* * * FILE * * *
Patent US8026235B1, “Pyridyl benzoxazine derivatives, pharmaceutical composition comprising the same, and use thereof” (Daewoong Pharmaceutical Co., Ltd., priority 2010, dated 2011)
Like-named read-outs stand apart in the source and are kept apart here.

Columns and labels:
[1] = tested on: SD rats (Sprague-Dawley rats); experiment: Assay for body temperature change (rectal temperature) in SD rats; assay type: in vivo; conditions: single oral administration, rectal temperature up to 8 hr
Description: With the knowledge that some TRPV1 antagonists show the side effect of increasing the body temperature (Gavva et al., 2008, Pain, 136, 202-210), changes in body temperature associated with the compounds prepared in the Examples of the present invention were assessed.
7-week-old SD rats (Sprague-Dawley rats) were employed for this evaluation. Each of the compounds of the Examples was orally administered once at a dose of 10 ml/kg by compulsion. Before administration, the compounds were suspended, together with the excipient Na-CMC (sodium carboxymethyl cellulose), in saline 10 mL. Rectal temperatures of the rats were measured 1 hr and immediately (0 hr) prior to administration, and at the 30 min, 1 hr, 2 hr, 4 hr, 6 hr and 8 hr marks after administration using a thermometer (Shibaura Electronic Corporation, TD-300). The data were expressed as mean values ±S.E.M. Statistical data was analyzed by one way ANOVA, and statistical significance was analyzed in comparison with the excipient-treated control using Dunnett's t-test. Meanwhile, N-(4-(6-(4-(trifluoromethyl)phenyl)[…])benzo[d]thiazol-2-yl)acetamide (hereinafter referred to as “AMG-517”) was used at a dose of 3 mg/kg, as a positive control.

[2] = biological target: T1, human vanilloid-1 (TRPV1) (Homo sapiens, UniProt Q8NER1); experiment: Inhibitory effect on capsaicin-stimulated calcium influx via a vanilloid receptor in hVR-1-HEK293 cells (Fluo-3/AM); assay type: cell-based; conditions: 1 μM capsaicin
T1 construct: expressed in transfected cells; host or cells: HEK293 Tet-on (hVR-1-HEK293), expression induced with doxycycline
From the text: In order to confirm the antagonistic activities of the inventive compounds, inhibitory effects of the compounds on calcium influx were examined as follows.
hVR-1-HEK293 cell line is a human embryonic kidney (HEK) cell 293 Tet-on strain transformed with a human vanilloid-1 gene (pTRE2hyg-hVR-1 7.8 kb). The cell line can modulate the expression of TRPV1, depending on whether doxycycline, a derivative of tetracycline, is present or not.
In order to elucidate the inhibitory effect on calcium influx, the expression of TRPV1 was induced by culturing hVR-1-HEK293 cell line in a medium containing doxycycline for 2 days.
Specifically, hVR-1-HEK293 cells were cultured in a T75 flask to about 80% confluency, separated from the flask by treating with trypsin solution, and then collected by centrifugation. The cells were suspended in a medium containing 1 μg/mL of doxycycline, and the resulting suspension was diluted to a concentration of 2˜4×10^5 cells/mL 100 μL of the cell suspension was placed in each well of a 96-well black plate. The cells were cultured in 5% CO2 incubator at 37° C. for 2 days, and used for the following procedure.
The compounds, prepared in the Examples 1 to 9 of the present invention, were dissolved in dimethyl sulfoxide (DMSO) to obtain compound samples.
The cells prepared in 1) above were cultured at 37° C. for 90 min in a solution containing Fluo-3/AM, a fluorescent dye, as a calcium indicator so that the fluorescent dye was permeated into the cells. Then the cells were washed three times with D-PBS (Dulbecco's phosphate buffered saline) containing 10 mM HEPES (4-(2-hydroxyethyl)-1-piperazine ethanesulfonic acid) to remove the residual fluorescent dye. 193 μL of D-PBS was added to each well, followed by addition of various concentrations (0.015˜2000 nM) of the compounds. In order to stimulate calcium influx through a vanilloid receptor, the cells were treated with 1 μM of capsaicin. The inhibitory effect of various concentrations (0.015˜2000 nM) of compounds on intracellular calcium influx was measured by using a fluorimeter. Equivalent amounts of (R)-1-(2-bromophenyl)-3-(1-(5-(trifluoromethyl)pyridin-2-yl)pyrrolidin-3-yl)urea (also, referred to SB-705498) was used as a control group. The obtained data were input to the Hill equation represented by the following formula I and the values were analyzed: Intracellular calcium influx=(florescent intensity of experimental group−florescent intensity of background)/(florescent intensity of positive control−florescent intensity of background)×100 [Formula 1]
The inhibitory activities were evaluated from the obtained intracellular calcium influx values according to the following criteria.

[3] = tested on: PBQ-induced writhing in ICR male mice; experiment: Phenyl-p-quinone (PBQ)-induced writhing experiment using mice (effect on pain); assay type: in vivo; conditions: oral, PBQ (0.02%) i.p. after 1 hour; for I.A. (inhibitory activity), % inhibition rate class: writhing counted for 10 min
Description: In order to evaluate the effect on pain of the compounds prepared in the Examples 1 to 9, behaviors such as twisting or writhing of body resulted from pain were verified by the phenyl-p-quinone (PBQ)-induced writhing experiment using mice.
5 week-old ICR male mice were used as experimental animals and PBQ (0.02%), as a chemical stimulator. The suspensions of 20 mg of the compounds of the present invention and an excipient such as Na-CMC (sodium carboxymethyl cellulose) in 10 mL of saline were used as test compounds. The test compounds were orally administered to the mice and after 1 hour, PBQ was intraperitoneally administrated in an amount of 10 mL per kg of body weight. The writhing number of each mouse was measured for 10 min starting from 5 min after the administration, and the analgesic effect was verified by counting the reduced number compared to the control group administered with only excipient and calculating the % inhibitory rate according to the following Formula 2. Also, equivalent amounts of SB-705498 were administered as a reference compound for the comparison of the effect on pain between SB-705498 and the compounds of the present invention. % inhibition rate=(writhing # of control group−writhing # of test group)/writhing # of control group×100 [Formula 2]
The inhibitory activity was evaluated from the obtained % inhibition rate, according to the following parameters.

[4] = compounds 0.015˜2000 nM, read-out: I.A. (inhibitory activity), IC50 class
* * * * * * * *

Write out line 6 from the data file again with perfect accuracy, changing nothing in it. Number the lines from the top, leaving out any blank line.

7-week-old SD rats (Sprague-Dawley rats) were employed for this evaluation. Each of the compounds of the Examples was orally administered once at a dose of 10 ml/kg by compulsion. Before administration, the compounds were suspended, together with the excipient Na-CMC (sodium carboxymethyl cellulose), in saline 10 mL. Rectal temperatures of the rats were measured 1 hr and immediately (0 hr) prior to administration, and at the 30 min, 1 hr, 2 hr, 4 hr, 6 hr and 8 hr marks after administration using a thermometer (Shibaura Electronic Corporation, TD-300). The data were expressed as mean values ±S.E.M. Statistical data was analyzed by one way ANOVA, and statistical significance was analyzed in comparison with the excipient-treated control using Dunnett's t-test. Meanwhile, N-(4-(6-(4-(trifluoromethyl)phenyl)[…])benzo[d]thiazol-2-yl)acetamide (hereinafter referred to as “AMG-517”) was used at a dose of 3 mg/kg, as a positive control.